The Chicago trucking accident attorneys of Passen Law Group take a keen interest in the regulations, rules, and policies of the Federal Motor Carrier Safety Administration (FMCSA), the agency largely responsible for regulating the trucking industry. So too, naturally, does the American Trucking Association, an organization devoted to representing the industry. Lately, there have been reports of an unusual level of friction between the two.
The ATA is reportedly generally happy with the FMCSA Rules. The group has likewise been pleased with the 2010 updates to those rules, with one exception: the ATA continues to target the agency’s crash accountability methodology and rules.
The ATA has been pressing the FMCSA to make changes to its crash accountability rules for several years. Specifically, the ATA would like to see accountability determinations made before crashes are entered by the agency, and thus used in the 2010 Comprehensive Safety Analysis (CSA) and Safety Measurement System (SMS). The ATA would also like to see specific types of crashes excluded from entry and use in the system, such as:
- documented suicides;
- crashes involving a car driving in the wrong direction;
- crashes where a truck is rear-ended while stopped at a red light; and
- crashes where a truck is struck while legally parked on a roadside.
In other words, certain types of truck accidents not caused by the fault of the truck driver or trucking company. But the 2010 updates to the FMCSA rules again did not include the requested changes. Dave Osiecki, the ATA’s senior vice president of policy and regulatory affairs, has thus sent a letter to FMCSA Administrator Anne Ferro asking the agency to provide ATA with the proposed timeline for making the necessary changes to the crash accountability system.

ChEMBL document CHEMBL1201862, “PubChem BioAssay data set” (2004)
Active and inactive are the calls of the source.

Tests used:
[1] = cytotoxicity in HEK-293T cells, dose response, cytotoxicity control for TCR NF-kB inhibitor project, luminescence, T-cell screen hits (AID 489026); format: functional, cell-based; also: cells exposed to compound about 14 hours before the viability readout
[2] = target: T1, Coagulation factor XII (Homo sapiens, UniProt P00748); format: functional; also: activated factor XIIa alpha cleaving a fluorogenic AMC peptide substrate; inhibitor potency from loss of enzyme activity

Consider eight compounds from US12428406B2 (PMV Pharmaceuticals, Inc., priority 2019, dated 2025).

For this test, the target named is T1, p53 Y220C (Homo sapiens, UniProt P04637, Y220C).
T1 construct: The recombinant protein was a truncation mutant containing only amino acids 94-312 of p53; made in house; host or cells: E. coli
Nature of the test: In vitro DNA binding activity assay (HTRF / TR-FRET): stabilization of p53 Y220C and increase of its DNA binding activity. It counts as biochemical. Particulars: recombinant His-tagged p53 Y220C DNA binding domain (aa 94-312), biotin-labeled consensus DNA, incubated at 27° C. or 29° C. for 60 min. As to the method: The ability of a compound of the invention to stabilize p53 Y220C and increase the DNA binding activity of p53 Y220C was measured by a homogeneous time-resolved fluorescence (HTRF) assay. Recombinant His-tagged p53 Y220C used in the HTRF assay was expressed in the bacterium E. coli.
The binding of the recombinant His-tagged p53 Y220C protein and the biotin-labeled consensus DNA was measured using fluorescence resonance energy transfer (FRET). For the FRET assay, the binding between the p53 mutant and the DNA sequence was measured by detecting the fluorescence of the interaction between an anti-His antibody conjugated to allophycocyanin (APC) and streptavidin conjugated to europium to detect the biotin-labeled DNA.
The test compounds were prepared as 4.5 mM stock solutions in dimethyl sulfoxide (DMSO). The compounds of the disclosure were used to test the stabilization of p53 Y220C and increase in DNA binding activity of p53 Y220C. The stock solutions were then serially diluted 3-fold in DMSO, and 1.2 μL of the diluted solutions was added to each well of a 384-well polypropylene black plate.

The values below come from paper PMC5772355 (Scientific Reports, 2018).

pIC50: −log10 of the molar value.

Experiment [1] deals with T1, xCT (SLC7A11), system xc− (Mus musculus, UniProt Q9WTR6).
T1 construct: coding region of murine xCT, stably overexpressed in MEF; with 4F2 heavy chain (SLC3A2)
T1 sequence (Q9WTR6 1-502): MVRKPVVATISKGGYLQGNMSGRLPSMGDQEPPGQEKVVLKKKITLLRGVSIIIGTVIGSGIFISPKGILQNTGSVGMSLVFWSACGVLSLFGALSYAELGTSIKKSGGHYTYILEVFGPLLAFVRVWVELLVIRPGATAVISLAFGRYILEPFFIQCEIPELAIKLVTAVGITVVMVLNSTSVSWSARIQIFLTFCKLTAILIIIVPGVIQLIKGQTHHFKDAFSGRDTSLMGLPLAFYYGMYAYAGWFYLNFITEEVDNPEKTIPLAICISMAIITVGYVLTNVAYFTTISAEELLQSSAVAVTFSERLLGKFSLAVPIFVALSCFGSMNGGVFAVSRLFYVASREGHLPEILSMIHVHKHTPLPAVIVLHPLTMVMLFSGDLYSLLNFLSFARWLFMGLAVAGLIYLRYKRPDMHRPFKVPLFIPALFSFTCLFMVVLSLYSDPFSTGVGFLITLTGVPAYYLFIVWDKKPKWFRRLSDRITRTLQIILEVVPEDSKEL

The Chicago truck accident attorneys of Passen Law Group are for increased crash accountability. But in this case, the modifications requested by the ATA to agency policy are more than reasonable – they are necessary. The types of crashes identified by the ATA are, without question, not the fault of the individual truck driver or the trucking company that employs him. It is thus fundamentally unfair to include these crashes in the crash accountability data — statistics that are supposed to show how well large commercial motor vehicle carriers and drivers are complying with safety rules.
As Osieki stated, “It’s reasonable and appropriate, in ATA’s view, to suggest that the commercial driver and carrier involved in each of these types of crashes should be presumed to have no accountability in the crash and, therefore, removal of such crashes should be a matter of agency policy.”
Moreover, including these crashes in the safety data and the crash accountability system harms the public. It is to no one’s benefit to have data that misstates the number or distribution of trucking accidents. The government, and the private enforcers of trucking safety – namely civil attorneys such as the truck accident attorneys of Passen Law Group – must have accurate, reliable data in order to serve its intended purpose.
For example, if these accidents continue to be included in the crash accountability data, then the government’s resources may be committed towards the wrong carriers. This would have the effect of leaving the carriers who in fact have the worst records free from appropriate FMCSA scrutiny. We urge the FMSCA to promptly respond to the ATA’s letter, and to make the necessary and appropriate changes to the crash accountability program – for all our sake and safety.
For a free consultation with an experienced Chicago truck accident lawyer at Passen Law Group, call us at (312) 527-4500.